Additionally, stirring may have the effect of enhancing secondary chemical reactions, possibly as the result of oxygen pick-up. Stuckey et al. (1991) demonstrated increases in both the total amino acid content and wine sensory score in wines stored for five months without stirring. The non-stirred wine was perceived to have greater fruit intensity.

MLF reduces the harshness of new oak and aids in the development of complex and mature flavors. Traditionally, stirring is continued until MLF is complete. After that, the lees are said to become more dense, which aids in clarification.

During barrel aging, what we are looking for is slow, well-managed, and controlled oxygenation. Some lees contact may allow for this oxygenation, and lees aid in the prevention of oxidation.

In Burgundy, wines are traditionally racked off the lees in March, usually the time when MLF is completed. Frequently this is an aerobic racking off the heavy lees, then back into wood on light lees, followed by an SO2 addition. Leaving the wine on the light lees helps to nourish the wine. The addition of SO2 helps to protect the wine from oxidation. A subsequent racking often occurs in early July, and is in the absence of air.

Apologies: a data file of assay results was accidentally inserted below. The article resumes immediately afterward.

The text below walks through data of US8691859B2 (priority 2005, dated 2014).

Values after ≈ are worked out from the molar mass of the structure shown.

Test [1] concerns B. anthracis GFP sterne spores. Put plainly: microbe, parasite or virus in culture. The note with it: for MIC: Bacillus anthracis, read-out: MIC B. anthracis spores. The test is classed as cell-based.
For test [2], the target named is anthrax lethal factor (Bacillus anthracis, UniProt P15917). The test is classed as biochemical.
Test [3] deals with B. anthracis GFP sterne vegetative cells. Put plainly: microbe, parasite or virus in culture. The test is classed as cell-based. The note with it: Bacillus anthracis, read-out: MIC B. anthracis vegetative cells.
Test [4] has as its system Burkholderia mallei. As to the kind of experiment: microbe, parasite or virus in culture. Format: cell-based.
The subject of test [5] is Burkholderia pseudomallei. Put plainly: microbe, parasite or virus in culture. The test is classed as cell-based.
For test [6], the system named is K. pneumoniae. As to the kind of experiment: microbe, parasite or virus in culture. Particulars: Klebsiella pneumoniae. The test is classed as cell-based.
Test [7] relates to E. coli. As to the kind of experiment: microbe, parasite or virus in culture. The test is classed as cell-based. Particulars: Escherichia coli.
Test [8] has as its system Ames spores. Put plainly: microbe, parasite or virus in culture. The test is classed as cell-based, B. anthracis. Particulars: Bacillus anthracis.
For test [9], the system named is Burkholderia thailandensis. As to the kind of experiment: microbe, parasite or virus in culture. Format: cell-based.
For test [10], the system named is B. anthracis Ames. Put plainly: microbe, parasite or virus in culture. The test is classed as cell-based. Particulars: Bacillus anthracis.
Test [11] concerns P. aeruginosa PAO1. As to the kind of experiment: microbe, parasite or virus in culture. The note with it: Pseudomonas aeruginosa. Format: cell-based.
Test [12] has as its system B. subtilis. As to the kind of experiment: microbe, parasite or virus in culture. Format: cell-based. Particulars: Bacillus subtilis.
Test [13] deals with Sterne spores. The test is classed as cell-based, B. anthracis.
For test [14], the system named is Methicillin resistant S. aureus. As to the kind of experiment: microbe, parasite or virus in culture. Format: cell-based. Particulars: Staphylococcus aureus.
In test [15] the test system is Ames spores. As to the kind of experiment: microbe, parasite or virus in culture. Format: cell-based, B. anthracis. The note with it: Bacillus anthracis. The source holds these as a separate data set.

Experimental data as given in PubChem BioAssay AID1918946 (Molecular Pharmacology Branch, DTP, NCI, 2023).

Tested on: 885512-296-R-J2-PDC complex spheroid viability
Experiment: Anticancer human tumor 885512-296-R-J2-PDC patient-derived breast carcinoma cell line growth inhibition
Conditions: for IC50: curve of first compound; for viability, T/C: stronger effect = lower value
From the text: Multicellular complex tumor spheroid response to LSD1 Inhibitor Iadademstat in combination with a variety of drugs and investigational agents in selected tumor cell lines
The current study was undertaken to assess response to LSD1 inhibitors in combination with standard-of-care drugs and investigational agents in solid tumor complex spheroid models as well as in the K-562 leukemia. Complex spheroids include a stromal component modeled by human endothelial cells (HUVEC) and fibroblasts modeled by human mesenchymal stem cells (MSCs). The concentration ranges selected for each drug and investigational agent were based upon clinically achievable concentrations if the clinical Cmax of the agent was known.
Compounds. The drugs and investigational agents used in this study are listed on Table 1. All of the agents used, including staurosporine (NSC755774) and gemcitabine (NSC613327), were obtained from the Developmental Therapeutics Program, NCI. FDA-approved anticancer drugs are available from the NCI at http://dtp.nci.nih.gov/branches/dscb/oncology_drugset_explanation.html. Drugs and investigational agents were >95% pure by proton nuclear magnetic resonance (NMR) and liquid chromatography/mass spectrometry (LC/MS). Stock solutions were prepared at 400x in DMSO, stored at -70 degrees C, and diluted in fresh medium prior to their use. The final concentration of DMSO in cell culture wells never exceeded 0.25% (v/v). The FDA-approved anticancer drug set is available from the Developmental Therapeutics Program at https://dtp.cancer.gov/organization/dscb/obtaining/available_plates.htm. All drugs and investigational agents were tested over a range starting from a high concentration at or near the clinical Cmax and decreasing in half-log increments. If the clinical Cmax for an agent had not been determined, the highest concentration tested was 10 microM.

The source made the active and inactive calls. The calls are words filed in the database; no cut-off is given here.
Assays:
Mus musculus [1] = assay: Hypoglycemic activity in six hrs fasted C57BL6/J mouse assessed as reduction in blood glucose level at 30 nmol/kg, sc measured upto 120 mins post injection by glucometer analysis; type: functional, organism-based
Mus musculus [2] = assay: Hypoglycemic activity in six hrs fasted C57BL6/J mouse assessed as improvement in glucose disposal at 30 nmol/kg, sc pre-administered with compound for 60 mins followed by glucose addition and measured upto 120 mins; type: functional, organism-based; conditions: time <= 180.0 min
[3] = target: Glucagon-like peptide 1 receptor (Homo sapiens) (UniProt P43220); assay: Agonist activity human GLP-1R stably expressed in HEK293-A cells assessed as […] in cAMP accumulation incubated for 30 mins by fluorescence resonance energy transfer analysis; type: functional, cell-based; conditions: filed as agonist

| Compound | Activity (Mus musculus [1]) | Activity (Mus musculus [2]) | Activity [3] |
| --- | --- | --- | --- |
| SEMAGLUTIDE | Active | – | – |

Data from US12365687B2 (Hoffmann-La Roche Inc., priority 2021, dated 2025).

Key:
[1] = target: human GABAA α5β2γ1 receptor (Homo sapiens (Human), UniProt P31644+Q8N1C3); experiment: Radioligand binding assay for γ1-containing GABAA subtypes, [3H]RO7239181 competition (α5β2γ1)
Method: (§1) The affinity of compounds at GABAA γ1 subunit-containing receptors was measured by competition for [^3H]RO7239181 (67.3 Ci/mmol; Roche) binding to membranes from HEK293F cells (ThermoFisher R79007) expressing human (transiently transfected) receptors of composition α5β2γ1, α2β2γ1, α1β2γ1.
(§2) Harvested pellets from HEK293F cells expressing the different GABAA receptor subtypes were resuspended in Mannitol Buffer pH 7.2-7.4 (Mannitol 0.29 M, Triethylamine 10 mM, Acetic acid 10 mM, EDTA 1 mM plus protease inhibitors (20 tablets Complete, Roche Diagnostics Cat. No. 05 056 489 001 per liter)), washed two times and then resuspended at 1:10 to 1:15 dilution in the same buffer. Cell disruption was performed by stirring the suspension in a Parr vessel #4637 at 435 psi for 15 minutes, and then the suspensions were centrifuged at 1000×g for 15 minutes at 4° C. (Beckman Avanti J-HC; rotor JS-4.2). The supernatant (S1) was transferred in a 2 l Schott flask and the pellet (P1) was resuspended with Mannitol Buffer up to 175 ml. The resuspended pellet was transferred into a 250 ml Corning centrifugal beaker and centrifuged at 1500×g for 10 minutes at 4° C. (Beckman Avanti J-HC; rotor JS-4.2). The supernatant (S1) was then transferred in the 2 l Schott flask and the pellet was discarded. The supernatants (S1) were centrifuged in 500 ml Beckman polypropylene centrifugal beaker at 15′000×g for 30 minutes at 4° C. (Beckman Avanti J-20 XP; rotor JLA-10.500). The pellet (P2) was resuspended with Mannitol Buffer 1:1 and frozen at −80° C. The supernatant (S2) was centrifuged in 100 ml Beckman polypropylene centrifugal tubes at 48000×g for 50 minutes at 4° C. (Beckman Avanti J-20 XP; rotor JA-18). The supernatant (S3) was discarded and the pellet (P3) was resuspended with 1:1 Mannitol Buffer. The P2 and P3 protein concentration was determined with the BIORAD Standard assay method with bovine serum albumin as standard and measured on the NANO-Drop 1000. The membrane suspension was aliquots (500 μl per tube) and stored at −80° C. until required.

Timing of SO2 additions, and the quantity of SO2 added, are important stylistic considerations. Early use of SO2 increases the number of components that bind to subsequent additions of SO2. The addition of too much SO2 counters the wood flavors and limits oxidation reactions, while too little SO2 may allow the wine to become tired and over-aged.

Production considerations, such as the timing of MLF, the method of barrel storage, and time of bottling, are factors influencing SO2 levels. Barrel topping is an aerobic process that can result in excessive oxidation. Additionally, wines that spend a second winter in the cellar tend to lose their aroma unless the wine is particularly rich.

Delteil (2002) compared two red wines. One wine was barrel-stored on light lees for 9 months; the other, racked several times prior to barreling, was stored for the same period without lees. These two Syrah wines differed significantly in their palate and aroma profiles.

The wine stored sur lie had a much lower perception of astringency and a greater integration of the phenolic elements. The sur lie wine also had a lower perception of oak character, resulting in a higher perception of varietal fruit.

Lees contact is particularly effective at modifying wood tannin astringency by binding with free ellagic tannins, thus lowering the proportion of active tannins. Sur lie storage can reduce the free ellagic acid by as much as 60%, while increasing the percentage of ellagic tannins bound to polysaccharides by 24% (Ribéreau-Gayon et al., 2000).